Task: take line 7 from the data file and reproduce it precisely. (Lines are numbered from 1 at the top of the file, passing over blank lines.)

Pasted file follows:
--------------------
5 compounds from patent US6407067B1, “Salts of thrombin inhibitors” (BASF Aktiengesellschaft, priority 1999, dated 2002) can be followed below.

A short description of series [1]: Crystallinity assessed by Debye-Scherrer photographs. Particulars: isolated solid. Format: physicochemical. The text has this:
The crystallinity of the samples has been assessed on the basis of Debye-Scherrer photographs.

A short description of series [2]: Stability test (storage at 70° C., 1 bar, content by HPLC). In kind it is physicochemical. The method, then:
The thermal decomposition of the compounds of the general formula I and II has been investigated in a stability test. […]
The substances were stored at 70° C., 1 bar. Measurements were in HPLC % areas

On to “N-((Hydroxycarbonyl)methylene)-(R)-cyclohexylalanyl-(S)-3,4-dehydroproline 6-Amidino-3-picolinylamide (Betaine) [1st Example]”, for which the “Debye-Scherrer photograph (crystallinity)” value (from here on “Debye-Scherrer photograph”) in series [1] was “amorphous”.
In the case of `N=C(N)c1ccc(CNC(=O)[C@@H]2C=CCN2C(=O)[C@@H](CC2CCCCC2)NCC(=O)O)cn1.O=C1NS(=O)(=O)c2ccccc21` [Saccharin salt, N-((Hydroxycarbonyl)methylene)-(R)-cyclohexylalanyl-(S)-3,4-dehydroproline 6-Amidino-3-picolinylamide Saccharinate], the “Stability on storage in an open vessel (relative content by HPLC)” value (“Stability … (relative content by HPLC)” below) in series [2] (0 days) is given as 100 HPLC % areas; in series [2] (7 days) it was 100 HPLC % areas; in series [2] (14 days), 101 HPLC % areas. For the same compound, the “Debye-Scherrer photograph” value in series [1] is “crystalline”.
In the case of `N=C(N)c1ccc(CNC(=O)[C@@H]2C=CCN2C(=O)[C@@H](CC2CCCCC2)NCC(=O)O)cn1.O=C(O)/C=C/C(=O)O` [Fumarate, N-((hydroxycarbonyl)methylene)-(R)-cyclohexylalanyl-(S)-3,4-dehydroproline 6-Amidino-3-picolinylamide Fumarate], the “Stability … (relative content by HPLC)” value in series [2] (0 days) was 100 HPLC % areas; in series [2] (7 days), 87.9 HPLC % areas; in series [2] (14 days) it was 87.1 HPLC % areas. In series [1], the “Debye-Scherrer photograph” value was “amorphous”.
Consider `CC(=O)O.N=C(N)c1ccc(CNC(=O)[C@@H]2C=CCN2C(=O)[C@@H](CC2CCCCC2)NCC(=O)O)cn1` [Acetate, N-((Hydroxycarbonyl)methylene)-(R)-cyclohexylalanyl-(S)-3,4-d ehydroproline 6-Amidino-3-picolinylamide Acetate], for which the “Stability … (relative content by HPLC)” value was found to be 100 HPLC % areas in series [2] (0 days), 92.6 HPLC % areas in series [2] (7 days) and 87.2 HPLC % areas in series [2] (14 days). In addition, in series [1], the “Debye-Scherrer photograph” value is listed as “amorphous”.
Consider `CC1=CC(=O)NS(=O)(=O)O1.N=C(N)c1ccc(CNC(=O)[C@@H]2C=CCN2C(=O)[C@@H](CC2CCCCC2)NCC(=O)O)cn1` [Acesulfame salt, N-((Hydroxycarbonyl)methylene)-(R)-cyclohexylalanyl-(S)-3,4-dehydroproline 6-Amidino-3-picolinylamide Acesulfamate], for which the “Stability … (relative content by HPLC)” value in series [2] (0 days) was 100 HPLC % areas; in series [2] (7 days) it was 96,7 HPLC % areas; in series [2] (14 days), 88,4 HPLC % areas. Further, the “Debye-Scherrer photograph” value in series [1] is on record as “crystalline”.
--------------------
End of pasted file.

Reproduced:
On to “N-((Hydroxycarbonyl)methylene)-(R)-cyclohexylalanyl-(S)-3,4-dehydroproline 6-Amidino-3-picolinylamide (Betaine) [1st Example]”, for which the “Debye-Scherrer photograph (crystallinity)” value (from here on “Debye-Scherrer photograph”) in series [1] was “amorphous”.